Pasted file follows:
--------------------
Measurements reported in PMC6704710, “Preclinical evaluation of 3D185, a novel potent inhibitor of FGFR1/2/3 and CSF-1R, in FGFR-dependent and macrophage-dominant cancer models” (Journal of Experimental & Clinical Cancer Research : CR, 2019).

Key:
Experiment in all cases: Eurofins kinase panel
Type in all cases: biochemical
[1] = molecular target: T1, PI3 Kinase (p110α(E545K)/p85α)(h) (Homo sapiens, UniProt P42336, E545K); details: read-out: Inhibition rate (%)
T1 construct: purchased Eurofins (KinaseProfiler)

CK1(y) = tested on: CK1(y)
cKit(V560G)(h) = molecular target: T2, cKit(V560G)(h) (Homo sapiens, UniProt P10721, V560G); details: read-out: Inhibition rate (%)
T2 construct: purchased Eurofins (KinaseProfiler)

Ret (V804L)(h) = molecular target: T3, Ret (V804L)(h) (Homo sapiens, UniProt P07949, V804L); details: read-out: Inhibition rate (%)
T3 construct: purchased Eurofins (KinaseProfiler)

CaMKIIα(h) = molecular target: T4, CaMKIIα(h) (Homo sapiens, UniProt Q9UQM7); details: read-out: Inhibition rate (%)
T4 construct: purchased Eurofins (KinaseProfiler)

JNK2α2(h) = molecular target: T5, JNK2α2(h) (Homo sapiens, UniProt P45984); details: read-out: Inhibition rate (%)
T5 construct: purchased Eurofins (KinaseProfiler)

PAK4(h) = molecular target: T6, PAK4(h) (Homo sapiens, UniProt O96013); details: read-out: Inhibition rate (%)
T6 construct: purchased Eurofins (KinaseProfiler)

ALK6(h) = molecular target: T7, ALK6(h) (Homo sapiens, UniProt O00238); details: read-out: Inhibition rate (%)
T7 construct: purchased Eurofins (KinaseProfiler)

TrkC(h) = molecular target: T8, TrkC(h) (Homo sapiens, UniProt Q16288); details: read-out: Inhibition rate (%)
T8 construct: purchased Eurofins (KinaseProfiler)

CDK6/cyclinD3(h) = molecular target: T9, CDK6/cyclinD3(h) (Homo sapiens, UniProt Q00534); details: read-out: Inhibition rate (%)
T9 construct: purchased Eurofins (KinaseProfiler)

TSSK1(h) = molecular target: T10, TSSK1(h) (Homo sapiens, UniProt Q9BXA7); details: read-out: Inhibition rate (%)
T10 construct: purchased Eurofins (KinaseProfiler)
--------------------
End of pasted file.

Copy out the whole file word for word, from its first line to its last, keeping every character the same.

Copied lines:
Measurements reported in PMC6704710, “Preclinical evaluation of 3D185, a novel potent inhibitor of FGFR1/2/3 and CSF-1R, in FGFR-dependent and macrophage-dominant cancer models” (Journal of Experimental & Clinical Cancer Research : CR, 2019).

Key:
Experiment in all cases: Eurofins kinase panel
Type in all cases: biochemical
[1] = molecular target: T1, PI3 Kinase (p110α(E545K)/p85α)(h) (Homo sapiens, UniProt P42336, E545K); details: read-out: Inhibition rate (%)
T1 construct: purchased Eurofins (KinaseProfiler)

CK1(y) = tested on: CK1(y)
cKit(V560G)(h) = molecular target: T2, cKit(V560G)(h) (Homo sapiens, UniProt P10721, V560G); details: read-out: Inhibition rate (%)
T2 construct: purchased Eurofins (KinaseProfiler)

Ret (V804L)(h) = molecular target: T3, Ret (V804L)(h) (Homo sapiens, UniProt P07949, V804L); details: read-out: Inhibition rate (%)
T3 construct: purchased Eurofins (KinaseProfiler)

CaMKIIα(h) = molecular target: T4, CaMKIIα(h) (Homo sapiens, UniProt Q9UQM7); details: read-out: Inhibition rate (%)
T4 construct: purchased Eurofins (KinaseProfiler)

JNK2α2(h) = molecular target: T5, JNK2α2(h) (Homo sapiens, UniProt P45984); details: read-out: Inhibition rate (%)
T5 construct: purchased Eurofins (KinaseProfiler)

PAK4(h) = molecular target: T6, PAK4(h) (Homo sapiens, UniProt O96013); details: read-out: Inhibition rate (%)
T6 construct: purchased Eurofins (KinaseProfiler)

ALK6(h) = molecular target: T7, ALK6(h) (Homo sapiens, UniProt O00238); details: read-out: Inhibition rate (%)
T7 construct: purchased Eurofins (KinaseProfiler)

TrkC(h) = molecular target: T8, TrkC(h) (Homo sapiens, UniProt Q16288); details: read-out: Inhibition rate (%)
T8 construct: purchased Eurofins (KinaseProfiler)

CDK6/cyclinD3(h) = molecular target: T9, CDK6/cyclinD3(h) (Homo sapiens, UniProt Q00534); details: read-out: Inhibition rate (%)
T9 construct: purchased Eurofins (KinaseProfiler)

TSSK1(h) = molecular target: T10, TSSK1(h) (Homo sapiens, UniProt Q9BXA7); details: read-out: Inhibition rate (%)
T10 construct: purchased Eurofins (KinaseProfiler)